Remote Monitoring: Data Visualization that Optimizes Install and Energy Use
ComEd notes that “the SRM System provides a previously unavailable ability to see motor operation through data-visualization on a user portal.” Through this remote monitoring capability, Turntide identified that one of the incumbent RTU motors was oversized at five horsepower. As a result, the retrofitted SRM was appropriately sized at three horsepower, saving equipment cost and energy.
Quick Payback: ROI in Under Three Years
The energy savings from this product are so robust and the market so broad, ComEd is willing to provide a rebate worth up to 60 percent of the total installed cost. Even considering the relatively low electricity rates in the Chicago area of $0.11/kWh, a three-horsepower Smart Motor System retrofit can pay for itself in less than three years. As the motor size increases, the payback for these projects only gets more attractive.
Rebate Application: No Payment Until the Final Invoice
A typical pain point for more complex energy projects is the rebate application process. Often, contractors or end users are required to prepare the paperwork or assume some financial risk before the savings are known. One of the primary benefits of upstream LED programs is that neither the contractor nor the end user ever touches the rebate; it is simply baked into the project cost further up the value stream.
If implemented in a utility direct install program, the Turntide Smart Motor System can operate the same way. The direct install program implementor deals with the rebate process and installation. The end user only sees the final invoice, which is just 40-50 percent of the total cost.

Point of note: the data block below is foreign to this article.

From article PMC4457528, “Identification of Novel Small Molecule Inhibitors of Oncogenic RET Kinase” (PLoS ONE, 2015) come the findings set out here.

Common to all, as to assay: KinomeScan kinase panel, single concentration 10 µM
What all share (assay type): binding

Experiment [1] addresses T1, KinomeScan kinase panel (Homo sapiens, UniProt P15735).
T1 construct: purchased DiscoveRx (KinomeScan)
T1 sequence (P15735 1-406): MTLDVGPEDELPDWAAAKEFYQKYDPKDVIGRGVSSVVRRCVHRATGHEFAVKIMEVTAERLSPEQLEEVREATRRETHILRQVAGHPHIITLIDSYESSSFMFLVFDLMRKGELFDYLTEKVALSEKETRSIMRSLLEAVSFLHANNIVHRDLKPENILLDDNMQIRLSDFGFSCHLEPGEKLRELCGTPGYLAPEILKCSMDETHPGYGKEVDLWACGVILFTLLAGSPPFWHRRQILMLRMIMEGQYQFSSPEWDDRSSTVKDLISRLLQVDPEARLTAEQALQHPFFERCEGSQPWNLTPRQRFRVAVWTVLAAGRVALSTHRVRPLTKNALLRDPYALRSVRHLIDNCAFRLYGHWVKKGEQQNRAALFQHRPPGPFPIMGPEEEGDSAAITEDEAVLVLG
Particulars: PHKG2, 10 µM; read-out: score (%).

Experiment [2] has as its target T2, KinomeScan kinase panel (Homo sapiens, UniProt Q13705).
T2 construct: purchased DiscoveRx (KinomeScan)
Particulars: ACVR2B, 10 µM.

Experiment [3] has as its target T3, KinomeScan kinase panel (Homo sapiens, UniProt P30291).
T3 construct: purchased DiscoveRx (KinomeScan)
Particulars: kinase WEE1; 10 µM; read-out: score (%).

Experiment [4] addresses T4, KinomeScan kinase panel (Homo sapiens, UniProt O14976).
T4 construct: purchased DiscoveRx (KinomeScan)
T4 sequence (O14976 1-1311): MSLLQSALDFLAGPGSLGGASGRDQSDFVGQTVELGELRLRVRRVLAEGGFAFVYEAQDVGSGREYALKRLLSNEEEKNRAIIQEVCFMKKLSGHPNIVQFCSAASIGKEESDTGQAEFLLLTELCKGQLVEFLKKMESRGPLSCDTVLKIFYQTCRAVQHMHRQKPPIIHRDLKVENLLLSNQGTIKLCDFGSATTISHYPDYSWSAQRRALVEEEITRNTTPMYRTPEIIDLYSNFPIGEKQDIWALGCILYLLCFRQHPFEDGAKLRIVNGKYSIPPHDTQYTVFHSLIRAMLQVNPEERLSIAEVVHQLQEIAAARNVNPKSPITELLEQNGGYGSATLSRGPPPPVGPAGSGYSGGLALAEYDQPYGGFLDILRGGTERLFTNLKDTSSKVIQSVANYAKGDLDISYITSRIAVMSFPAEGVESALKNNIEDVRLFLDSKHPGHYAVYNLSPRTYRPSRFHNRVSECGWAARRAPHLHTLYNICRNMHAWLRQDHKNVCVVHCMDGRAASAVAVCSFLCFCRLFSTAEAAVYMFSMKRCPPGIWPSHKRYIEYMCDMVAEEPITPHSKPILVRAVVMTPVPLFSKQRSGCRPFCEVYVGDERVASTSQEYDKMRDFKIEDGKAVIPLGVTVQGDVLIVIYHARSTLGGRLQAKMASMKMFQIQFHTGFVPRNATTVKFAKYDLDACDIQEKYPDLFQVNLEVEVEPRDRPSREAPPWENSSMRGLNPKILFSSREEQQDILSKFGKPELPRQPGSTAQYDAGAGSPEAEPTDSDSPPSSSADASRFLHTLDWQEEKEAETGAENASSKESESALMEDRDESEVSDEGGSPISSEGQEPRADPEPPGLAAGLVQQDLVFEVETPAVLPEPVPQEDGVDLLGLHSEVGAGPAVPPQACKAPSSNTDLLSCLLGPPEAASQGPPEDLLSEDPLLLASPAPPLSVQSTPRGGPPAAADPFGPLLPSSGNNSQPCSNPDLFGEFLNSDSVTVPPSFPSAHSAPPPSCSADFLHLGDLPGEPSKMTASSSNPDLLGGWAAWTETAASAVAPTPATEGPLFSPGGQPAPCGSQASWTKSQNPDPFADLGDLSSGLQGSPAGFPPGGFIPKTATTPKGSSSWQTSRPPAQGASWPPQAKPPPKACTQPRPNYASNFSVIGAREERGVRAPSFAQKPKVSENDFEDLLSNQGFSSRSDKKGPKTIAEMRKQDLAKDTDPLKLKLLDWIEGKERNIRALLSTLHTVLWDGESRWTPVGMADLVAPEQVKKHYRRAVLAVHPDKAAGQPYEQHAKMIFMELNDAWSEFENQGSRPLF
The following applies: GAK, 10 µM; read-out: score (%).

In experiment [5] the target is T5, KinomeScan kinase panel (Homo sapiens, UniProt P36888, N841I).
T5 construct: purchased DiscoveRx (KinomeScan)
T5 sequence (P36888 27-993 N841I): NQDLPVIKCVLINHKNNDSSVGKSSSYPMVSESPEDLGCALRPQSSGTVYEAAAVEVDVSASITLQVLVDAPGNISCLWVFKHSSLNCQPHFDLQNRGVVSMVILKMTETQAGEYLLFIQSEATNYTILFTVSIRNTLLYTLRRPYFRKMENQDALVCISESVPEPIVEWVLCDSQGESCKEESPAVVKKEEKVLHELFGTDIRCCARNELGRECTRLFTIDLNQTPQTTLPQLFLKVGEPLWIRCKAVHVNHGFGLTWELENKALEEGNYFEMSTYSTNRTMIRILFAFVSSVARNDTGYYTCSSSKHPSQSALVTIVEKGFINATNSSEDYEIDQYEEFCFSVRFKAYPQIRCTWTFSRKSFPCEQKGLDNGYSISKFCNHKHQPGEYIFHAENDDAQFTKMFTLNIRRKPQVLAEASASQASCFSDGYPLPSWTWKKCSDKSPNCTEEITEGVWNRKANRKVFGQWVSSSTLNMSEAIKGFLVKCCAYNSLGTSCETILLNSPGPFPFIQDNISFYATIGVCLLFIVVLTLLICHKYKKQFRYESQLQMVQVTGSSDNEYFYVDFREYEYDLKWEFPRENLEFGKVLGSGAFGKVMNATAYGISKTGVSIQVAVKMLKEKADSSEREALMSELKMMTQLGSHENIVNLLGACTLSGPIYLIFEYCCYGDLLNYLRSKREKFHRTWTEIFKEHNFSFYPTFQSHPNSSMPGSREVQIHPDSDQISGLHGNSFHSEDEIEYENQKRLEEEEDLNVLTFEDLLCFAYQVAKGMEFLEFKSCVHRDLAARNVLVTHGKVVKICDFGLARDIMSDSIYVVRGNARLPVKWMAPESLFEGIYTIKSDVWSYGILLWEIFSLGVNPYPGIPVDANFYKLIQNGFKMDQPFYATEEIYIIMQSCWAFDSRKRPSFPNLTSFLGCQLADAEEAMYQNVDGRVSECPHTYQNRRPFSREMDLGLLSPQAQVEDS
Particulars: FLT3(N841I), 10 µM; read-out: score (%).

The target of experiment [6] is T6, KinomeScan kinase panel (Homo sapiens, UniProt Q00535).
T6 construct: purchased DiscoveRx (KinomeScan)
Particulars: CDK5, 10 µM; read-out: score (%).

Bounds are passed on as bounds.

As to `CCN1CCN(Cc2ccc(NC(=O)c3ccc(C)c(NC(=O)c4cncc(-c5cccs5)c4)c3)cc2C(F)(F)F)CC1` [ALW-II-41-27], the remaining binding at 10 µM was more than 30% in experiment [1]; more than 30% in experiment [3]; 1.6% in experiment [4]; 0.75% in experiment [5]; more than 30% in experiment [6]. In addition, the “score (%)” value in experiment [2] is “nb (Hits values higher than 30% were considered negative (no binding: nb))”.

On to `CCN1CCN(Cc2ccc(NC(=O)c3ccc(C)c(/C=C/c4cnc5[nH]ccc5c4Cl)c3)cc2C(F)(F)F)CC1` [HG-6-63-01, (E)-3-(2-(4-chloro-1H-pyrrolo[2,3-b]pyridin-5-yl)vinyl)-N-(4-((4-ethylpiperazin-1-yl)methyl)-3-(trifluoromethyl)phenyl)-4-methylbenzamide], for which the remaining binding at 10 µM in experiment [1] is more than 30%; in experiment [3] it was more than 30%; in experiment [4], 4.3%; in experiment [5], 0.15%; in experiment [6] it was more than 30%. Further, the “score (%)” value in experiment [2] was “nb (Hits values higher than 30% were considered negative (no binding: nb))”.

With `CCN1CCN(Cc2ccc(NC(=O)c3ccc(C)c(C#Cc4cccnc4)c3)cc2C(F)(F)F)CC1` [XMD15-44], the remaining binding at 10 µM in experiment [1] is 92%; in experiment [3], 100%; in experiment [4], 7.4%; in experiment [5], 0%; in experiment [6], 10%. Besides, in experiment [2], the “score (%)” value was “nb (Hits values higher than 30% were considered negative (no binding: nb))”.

Market Applicability: Motor Retrofits Could Save $100M Annually in Chicago
One of the major reasons LEDs gained such rapid market acceptance is that literally every building had lighting that could be a potential target. Of course, not every building has an RTU, and even those that do are not all good candidates for retrofits. There are, however, enough eligible buildings to create a very fertile market for a product with such ease of installation and use.
In its market evaluation, ComEd estimated there are approximately 1.1M RTUs on commercial buildings in ComEd territory, 83 percent of which have supply fan motors of five horsepower or less. ComEd concludes, “Overall, retrofit of all RTUs with single speed fan motors in ComEd territory with an SRM motor would save 907 million kWh and 100 million dollars annually.”
Turntide’s Smart Motor System has the potential to make a savings impact on small and medium businesses that would rival LEDs. The key to market uptake is finding the right network of installers and program providers who understand how to target buildings under 50,000 square feet and know how to identify the right RTUs.
Fortunately, many of the contractors and energy services companies performing LED projects through utility-sponsored programs are also involved in HVAC projects. And, end-user budgets that were used for lighting retrofits can easily be repurposed for HVAC projects that achieve the same goal. Once those pieces are in place, utilities and end users can start seeing some serious savings.